Church & AP play San Fran, Wellington, tonight.
3.05pm: Just a few very good dogs
2.50pm: A few Tom Sainsbury facts
Mark Kelliher shares five things he learned about the comedian during his on-stage talk with Noelle McCarthy this afternoon:
His favourite film is Murielle’s Wedding.
He was the third person Paula Bennett told that she was leaving politics (after her husband and daughter) and he sat in the front row at her valedictory speech alongside Bennett’s immediate family.
He is reading a lot of Stephen King at the moment.
His recently published book, New Zealanders: The Field Guide, wasn’t his first. He once co-authored a thriller novel with his Swedish house mate and toured the book around Scandinavia.
He is obsessed with ABBA.
2.20pm: Annabel Langbein has seen some sh*t
Simon Day writes:
Annabel Langbein once came to a party at my flat. On that night, I’ve always believed that I taught her how to have a good time. I thought I was pretty cool because I crawled between her legs on the dance floor. Little did I know that Annabel has just as much to teach me about life and partying, as she does about cooking.
In the second session at the Soundshell, Wellington on a Plate’s Beth Brash introduced the crowd to Annabel Langbein’s dark side. I’ve always known, loved, and cooked from the books by “New Zealand’s Julia Child”, aunty Annabel, our shiny, bougie celebrity TV chef. I had no idea about the other Annabel – who, it turns out, has seen some things.
She studied at Lincoln, As a young woman she lived in a commune on the Whanganui River. Then she built a boat to sail the world, but only made it as far as Gisborne. There she met a sexy possum hunter who accompanied her to South America where she cooked scones for drug dealers. Next stop was a grimy Brooklyn (decades before the New York borough would be gentrified), where she started a croissant company. This is the defiant, left-wing feminist Annabel I never knew about, and who is captured in her new memoir Bella, My Life in Food.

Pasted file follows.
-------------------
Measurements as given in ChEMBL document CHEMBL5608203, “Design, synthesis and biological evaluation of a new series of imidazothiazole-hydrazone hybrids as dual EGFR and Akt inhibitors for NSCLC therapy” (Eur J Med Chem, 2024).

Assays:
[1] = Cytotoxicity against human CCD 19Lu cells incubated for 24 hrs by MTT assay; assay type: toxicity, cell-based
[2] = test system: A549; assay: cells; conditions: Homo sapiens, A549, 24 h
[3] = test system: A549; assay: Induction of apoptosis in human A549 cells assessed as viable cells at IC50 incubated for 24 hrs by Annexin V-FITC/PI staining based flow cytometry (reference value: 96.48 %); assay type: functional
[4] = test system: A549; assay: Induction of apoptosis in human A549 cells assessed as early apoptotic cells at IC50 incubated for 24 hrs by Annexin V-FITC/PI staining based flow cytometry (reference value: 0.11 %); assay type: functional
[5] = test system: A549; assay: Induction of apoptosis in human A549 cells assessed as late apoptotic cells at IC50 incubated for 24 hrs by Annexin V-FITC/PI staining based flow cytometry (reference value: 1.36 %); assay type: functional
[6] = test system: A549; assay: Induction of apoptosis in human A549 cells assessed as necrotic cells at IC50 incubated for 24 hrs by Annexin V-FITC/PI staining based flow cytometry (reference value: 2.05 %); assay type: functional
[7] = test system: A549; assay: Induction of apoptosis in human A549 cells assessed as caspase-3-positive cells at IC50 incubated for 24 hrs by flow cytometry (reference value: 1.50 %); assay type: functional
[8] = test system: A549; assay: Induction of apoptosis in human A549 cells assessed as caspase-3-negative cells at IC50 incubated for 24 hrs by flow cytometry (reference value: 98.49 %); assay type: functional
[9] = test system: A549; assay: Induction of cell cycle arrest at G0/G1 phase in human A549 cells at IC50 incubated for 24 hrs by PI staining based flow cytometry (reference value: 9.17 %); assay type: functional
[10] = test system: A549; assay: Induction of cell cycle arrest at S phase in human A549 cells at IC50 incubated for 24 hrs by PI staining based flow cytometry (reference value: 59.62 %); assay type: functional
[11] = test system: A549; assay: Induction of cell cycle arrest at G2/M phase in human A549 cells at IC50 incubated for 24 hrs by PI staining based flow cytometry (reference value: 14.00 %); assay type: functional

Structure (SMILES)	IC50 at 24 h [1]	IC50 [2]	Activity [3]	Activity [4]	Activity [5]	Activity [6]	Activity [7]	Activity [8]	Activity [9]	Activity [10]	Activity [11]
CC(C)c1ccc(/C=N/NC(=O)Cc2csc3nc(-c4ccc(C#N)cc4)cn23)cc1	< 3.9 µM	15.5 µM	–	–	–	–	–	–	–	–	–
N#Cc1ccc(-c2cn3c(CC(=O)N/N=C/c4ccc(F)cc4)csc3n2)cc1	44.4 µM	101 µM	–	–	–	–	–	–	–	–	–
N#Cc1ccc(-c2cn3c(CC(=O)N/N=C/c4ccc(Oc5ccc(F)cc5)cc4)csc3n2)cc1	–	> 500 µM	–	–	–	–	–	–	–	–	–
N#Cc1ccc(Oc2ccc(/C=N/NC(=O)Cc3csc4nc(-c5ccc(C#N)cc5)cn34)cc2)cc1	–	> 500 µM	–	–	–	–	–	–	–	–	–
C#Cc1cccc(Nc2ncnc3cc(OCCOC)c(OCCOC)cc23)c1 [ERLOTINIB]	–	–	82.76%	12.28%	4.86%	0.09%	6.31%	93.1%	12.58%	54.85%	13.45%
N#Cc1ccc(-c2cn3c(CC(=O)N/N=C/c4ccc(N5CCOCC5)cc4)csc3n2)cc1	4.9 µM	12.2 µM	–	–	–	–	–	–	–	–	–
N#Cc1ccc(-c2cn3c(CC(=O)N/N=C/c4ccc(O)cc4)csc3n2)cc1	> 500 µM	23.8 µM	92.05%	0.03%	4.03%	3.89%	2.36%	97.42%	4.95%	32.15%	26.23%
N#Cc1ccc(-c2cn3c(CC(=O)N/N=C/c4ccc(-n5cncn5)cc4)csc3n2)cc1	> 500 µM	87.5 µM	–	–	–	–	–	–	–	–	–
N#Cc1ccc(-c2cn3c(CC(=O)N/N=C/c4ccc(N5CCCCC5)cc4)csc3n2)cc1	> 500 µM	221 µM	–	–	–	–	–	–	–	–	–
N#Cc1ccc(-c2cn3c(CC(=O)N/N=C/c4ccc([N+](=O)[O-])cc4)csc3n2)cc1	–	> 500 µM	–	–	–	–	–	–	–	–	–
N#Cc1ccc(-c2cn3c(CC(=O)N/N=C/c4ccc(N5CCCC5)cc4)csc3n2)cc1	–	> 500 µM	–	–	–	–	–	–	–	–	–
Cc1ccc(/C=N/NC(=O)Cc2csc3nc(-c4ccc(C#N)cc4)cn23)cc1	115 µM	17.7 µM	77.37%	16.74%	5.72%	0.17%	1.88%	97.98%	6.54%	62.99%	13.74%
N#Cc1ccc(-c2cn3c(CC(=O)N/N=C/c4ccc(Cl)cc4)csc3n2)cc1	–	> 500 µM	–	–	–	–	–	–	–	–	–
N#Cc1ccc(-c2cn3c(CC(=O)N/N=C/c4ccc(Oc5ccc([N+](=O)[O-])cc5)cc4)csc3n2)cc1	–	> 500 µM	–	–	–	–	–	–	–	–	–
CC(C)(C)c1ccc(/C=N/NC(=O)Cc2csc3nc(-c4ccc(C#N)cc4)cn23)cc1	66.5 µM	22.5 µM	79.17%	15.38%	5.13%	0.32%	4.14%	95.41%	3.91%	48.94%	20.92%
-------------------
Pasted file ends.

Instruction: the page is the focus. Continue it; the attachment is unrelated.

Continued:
We learned she’s had a precocious palate since she was very young, shaped by her mother’s brilliance in the kitchen. She grew up around the table, always eating, going to buzzy restaurants with her father, and travelling around the world. Aged seven, she ordered brains at the Hermitage restaurant in St Petersburg. At 10 she marched her plate of scallops into the kitchen and demanded to know what the chef had done wrong. When she learned he’d used a steel pan she told him the vinegar had oxidised, turning the shellfish rancid.
Annabel Langbein is someone I thought I knew well, someone so popular and visible she can create a nationwide shortage after an episode featuring her famous pork belly recipe. But today I was introduced to a whole new Annabel: funny and rebellious and a little bit naughty.
My favourite yarn was about a mistake in her column for the New Zealand Listener where she taught readers how to use the fleshy part of the hand between thumb and first finger to test how well a steak is cooked. Instead of mount of venus, she wrote “mound of venus” – a term used to refer to the female pubic area. According to a letter to the editor, a reader’s husband was alarmed to walk into the kitchen just in time to discover her comparing the steak in the frying pan to her own pubis.
1pm: At the Roaming Hut
Eden French-Putu writes:
The Roaming Hut is down a long concrete path, tucked away from the hustle and bustle of the Soundshell. I walked far enough for the music from the main stage to fade, and arrived at the intimate scene of a tarot card reading. The Garden Party’s tarot reader Jean Sergent was deep in conversation, so I quietly circled the premises and took it all in. The hut itself is small and cosy, with cane furniture and cute strands of fairy lights. The tarot readings are booked out across the two days, which I’ve also got mad FOMO about. I didn’t want to linger any longer than I had to, but can say that the vibes were cool and the sound of cicadas comforting. Back to the Soundshell I go!